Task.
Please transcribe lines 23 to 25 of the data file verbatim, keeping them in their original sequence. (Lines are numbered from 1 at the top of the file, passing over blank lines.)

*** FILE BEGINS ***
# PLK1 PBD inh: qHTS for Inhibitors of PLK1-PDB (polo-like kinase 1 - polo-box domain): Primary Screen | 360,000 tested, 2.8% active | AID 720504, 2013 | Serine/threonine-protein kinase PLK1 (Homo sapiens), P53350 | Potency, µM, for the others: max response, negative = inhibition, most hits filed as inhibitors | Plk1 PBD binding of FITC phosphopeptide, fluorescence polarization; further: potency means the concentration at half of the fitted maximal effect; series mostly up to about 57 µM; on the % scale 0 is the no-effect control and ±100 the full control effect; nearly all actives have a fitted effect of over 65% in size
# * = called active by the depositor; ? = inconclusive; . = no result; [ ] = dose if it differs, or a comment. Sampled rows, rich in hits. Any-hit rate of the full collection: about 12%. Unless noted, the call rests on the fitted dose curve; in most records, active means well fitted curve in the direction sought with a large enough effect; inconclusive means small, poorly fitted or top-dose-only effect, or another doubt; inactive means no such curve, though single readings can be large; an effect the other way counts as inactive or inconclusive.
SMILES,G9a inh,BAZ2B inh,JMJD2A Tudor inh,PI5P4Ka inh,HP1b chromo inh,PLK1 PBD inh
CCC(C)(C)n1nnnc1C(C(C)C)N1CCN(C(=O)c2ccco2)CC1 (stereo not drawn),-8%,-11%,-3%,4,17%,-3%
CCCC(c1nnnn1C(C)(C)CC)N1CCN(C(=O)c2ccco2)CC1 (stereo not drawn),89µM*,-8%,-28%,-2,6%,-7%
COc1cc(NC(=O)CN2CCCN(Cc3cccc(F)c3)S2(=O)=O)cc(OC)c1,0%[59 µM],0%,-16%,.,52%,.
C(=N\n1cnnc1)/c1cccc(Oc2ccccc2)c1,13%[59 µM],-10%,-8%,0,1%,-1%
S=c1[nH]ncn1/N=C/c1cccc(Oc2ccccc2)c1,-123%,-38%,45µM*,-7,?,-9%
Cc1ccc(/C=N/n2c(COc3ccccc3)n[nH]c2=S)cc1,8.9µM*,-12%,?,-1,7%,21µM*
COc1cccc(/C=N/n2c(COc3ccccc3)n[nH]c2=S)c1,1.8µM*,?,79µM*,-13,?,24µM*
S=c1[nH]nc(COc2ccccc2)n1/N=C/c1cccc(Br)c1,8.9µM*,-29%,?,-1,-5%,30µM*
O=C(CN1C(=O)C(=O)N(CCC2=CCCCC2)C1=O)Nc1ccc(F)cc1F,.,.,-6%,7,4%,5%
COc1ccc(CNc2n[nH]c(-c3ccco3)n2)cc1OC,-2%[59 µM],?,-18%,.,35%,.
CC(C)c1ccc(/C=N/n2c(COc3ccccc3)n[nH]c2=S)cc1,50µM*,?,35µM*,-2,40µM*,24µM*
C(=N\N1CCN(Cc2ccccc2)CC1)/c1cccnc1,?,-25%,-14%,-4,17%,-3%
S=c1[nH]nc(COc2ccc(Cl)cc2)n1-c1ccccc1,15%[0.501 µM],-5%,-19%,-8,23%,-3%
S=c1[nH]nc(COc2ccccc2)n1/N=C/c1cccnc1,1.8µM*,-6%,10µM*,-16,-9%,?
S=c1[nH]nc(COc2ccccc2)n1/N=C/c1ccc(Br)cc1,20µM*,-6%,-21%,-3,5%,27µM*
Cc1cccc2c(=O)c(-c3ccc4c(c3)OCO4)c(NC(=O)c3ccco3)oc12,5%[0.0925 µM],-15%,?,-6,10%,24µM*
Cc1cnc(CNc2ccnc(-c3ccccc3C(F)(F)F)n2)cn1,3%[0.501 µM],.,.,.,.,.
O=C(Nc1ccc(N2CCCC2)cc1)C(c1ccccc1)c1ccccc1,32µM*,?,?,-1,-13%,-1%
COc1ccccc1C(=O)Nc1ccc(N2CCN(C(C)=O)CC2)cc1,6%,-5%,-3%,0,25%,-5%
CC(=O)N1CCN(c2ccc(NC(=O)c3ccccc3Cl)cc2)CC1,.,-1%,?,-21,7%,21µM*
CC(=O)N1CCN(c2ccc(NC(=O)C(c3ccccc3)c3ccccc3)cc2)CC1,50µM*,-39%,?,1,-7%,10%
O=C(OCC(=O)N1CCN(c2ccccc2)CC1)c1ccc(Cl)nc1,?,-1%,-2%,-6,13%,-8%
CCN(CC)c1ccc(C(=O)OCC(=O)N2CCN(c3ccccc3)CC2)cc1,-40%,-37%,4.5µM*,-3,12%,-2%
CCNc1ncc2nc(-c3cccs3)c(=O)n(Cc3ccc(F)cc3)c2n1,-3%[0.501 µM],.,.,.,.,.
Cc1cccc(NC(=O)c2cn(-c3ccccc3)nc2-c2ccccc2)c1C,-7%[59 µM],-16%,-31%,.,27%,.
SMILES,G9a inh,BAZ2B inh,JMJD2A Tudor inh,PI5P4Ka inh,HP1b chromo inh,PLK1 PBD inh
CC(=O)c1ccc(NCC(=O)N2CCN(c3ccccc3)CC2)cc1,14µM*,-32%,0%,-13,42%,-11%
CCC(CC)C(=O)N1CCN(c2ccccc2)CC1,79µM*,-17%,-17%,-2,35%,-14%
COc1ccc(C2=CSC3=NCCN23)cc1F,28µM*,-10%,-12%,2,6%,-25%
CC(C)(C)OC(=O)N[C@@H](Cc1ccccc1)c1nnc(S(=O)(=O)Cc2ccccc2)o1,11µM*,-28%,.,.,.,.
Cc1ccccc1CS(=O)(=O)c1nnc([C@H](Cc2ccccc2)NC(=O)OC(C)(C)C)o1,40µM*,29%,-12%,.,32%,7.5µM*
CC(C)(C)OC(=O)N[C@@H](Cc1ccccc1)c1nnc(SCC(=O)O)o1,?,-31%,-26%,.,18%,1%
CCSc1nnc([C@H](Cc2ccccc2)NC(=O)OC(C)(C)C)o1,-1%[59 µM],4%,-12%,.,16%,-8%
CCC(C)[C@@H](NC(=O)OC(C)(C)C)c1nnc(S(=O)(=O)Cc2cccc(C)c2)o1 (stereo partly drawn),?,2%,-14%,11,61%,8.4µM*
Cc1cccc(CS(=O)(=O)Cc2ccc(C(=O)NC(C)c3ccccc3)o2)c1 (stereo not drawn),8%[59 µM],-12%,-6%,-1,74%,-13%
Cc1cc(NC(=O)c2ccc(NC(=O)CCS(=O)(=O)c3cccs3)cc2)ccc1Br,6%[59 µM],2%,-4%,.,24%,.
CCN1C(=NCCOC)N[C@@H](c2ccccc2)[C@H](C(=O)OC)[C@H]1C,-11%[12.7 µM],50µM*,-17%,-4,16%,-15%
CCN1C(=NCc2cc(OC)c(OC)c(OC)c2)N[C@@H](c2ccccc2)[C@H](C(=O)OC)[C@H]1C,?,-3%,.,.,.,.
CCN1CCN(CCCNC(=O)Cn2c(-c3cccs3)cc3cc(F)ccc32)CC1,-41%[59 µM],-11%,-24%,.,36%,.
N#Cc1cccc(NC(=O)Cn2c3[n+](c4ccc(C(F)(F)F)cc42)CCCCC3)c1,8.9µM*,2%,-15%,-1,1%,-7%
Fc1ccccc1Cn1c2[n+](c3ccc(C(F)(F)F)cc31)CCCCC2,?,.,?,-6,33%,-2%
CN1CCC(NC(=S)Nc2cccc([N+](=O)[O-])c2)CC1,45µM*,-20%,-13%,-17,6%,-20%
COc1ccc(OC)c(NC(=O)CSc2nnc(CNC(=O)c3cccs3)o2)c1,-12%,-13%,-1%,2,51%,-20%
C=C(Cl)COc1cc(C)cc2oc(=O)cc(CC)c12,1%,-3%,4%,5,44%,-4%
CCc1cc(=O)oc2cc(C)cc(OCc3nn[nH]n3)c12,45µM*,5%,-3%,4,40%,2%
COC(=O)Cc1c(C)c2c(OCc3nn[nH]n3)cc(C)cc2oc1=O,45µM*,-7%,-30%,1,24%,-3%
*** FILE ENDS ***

CC(=O)N1CCN(c2ccc(NC(=O)c3ccccc3Cl)cc2)CC1,.,-1%,?,-21,7%,21µM*
CC(=O)N1CCN(c2ccc(NC(=O)C(c3ccccc3)c3ccccc3)cc2)CC1,50µM*,-39%,?,1,-7%,10%
O=C(OCC(=O)N1CCN(c2ccccc2)CC1)c1ccc(Cl)nc1,?,-1%,-2%,-6,13%,-8%